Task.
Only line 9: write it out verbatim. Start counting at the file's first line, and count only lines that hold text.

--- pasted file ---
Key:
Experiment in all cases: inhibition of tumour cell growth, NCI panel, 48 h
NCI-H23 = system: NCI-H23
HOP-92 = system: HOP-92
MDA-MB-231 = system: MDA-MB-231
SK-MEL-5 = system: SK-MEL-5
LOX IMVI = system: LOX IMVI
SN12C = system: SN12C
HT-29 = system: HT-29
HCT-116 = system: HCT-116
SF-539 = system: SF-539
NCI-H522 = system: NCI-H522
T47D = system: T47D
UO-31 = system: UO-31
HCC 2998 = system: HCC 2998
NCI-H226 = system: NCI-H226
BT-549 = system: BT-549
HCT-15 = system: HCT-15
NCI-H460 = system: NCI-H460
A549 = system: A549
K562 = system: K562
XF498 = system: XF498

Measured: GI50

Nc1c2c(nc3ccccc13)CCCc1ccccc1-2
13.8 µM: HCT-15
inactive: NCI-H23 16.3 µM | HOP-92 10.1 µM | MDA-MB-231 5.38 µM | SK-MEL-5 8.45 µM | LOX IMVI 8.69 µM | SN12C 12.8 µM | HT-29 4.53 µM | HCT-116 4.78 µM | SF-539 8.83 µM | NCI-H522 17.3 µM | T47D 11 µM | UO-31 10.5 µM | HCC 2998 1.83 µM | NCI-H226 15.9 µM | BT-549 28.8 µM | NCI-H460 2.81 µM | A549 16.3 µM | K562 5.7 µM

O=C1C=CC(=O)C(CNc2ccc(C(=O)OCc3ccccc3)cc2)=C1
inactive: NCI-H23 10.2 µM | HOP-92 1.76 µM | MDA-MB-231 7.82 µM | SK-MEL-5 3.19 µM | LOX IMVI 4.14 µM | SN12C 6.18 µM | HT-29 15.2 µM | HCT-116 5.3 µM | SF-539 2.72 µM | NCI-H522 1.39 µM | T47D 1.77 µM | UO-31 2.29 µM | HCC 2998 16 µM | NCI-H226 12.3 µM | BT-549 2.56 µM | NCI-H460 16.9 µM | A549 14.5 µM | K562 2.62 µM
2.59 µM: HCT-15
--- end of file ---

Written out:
HT-29 = system: HT-29